Seaweed fertilizer creates big stink
People in the western P.E.I. town of Alberton are upset about the stench coming off a farm field fertilized with seaweed.
Locals say seaweed isn't just smelly, it's also attracting flies.
"This is supposed to be seaweed, but it does not smell anything like that," said Marie Gavin.
"It's almost a toxic and ammonia smell. It's very, very strong."
Since early September, Gavin and her friend Eileen Kinch have limited the amount of time they spend outdoors. A field owned by Westech Agri Services is using seaweed as an organic fertilizer. The company owner didn't want to comment but told CBC News it is following proper farm practice.
Kinch is worried the company will continue its practice.
"It gets into your home, it gets into your clothes," she said.
"it's just very uncomfortable to live here. And I don't think that's fair."
The town called in the provincial Environment Department. Land management manager Greg Wilson said, generally speaking, the department encourages the use of organic fertilizers.
"Any kind of organic waste, like lobster bodies or mussel waste or seaweed, is encouraged because it's a natural organic product," said Wilson.
"It's going to be considered as a waste and would be have to be dealt with another way."
Wilson said he suggested the town ask the company to plow the field under.
"What we're looking for is any kind of a major environmental contamination," he said.
"In most cases, where you have lobster bodies, or if you have seaweed, you don't have that. But what you do have is you have nuisance odours and you have fly problems."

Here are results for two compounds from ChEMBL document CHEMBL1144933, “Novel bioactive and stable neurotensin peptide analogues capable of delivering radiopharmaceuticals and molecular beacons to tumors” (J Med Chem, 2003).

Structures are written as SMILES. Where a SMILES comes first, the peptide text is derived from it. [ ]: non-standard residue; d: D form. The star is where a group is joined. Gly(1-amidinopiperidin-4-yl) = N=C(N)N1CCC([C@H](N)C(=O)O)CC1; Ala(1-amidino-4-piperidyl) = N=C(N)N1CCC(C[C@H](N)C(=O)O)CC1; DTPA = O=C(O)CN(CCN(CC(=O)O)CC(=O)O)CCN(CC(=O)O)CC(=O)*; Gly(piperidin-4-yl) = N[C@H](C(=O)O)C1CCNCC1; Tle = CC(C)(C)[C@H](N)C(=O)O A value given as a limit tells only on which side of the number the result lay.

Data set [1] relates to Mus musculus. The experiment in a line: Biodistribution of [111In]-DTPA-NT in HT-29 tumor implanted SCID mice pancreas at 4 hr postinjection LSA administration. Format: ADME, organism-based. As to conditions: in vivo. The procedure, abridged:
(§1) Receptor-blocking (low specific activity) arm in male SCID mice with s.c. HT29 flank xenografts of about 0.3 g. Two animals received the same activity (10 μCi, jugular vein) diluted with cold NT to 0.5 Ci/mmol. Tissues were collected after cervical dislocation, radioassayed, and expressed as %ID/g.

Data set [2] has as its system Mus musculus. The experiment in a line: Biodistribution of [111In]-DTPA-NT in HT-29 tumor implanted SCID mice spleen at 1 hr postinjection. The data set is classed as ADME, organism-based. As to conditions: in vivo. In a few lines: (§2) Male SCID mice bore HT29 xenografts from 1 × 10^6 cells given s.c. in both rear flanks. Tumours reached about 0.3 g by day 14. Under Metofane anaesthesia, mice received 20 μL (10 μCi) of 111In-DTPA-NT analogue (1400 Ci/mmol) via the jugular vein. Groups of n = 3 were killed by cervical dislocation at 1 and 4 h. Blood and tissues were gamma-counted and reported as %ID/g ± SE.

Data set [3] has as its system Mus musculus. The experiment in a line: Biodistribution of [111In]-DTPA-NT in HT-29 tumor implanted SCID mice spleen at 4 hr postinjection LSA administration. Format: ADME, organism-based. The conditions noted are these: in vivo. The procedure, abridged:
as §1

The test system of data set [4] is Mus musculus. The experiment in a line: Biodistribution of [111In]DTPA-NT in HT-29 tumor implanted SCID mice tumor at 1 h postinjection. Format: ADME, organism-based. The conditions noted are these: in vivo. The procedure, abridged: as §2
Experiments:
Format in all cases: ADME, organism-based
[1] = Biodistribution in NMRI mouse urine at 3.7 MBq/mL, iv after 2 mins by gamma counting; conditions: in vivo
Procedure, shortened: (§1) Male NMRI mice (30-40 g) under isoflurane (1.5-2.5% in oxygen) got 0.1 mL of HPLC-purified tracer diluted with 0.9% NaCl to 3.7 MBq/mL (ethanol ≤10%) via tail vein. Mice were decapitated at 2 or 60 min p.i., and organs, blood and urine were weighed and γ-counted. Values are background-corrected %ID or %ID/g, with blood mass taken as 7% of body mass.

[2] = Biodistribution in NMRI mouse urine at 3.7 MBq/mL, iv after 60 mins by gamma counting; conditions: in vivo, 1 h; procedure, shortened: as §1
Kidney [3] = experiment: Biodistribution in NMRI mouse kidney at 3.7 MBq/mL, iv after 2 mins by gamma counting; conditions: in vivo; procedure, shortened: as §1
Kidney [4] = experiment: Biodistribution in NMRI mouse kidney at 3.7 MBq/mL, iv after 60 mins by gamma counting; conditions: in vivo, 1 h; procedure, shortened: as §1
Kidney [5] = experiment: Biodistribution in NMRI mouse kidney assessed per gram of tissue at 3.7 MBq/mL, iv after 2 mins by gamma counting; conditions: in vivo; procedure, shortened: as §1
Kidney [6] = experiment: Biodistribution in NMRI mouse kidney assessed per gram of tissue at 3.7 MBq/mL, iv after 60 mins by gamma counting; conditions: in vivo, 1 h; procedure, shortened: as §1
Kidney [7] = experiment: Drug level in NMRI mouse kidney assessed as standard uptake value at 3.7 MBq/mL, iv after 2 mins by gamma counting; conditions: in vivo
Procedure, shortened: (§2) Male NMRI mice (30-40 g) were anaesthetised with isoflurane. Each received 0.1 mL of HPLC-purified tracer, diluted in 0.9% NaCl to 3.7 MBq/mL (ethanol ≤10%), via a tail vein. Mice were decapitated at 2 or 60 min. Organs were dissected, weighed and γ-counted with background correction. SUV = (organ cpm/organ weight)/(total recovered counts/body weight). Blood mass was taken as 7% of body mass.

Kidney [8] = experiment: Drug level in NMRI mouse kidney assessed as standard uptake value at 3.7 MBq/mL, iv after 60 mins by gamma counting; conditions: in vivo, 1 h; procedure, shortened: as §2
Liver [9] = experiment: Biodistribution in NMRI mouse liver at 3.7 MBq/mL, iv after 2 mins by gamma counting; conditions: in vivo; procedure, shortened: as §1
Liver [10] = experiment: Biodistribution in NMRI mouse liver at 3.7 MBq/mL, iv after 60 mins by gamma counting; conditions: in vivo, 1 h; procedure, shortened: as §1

Wilson said Alberton council could introduce a bylaw to deal with odour coming from farms within the town limits.
Mayor Michael Murphy said he's heard lots of complaints, and council will look at coming up with some sort of policy to deal with the problem by next year.
To encourage thoughtful and respectful conversations, first and last names will appear with each submission to CBC/Radio-Canada's online communities (except in children and youth-oriented communities). Pseudonyms will no longer be permitted.
By submitting a comment, you accept that CBC has the right to reproduce and publish that comment in whole or in part, in any manner CBC chooses. Please note that CBC does not endorse the opinions expressed in comments. Comments on this story are moderated according to our Submission Guidelines. Comments are welcome while open. We reserve the right to close comments at any time.
Become a CBC Account Holder
Join the conversation Create account
Already have an account?